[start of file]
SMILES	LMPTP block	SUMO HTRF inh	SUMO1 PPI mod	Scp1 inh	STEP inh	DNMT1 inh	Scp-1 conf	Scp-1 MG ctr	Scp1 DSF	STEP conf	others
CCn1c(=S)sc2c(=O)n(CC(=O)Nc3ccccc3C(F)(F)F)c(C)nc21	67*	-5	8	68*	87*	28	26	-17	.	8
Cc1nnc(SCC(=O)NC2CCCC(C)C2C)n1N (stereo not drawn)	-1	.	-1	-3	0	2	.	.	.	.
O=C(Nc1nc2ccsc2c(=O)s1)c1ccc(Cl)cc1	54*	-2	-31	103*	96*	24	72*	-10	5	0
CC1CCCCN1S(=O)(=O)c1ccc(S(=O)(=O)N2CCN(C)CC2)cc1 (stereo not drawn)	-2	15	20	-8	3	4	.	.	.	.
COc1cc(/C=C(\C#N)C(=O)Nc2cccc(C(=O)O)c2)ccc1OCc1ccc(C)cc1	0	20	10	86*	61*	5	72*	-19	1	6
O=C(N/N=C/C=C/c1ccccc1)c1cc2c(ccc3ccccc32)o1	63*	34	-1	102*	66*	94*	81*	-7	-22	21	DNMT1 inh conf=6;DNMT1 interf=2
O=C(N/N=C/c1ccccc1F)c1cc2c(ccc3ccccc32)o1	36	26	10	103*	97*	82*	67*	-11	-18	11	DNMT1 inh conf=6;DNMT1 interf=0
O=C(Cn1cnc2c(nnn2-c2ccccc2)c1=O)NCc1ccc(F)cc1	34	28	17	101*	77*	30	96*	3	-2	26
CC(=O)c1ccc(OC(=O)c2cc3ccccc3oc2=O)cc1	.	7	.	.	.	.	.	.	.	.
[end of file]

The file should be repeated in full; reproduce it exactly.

SMILES	LMPTP block	SUMO HTRF inh	SUMO1 PPI mod	Scp1 inh	STEP inh	DNMT1 inh	Scp-1 conf	Scp-1 MG ctr	Scp1 DSF	STEP conf	others
CCn1c(=S)sc2c(=O)n(CC(=O)Nc3ccccc3C(F)(F)F)c(C)nc21	67*	-5	8	68*	87*	28	26	-17	.	8
Cc1nnc(SCC(=O)NC2CCCC(C)C2C)n1N (stereo not drawn)	-1	.	-1	-3	0	2	.	.	.	.
O=C(Nc1nc2ccsc2c(=O)s1)c1ccc(Cl)cc1	54*	-2	-31	103*	96*	24	72*	-10	5	0
CC1CCCCN1S(=O)(=O)c1ccc(S(=O)(=O)N2CCN(C)CC2)cc1 (stereo not drawn)	-2	15	20	-8	3	4	.	.	.	.
COc1cc(/C=C(\C#N)C(=O)Nc2cccc(C(=O)O)c2)ccc1OCc1ccc(C)cc1	0	20	10	86*	61*	5	72*	-19	1	6
O=C(N/N=C/C=C/c1ccccc1)c1cc2c(ccc3ccccc32)o1	63*	34	-1	102*	66*	94*	81*	-7	-22	21	DNMT1 inh conf=6;DNMT1 interf=2
O=C(N/N=C/c1ccccc1F)c1cc2c(ccc3ccccc32)o1	36	26	10	103*	97*	82*	67*	-11	-18	11	DNMT1 inh conf=6;DNMT1 interf=0
O=C(Cn1cnc2c(nnn2-c2ccccc2)c1=O)NCc1ccc(F)cc1	34	28	17	101*	77*	30	96*	3	-2	26
CC(=O)c1ccc(OC(=O)c2cc3ccccc3oc2=O)cc1	.	7	.	.	.	.	.	.	.	.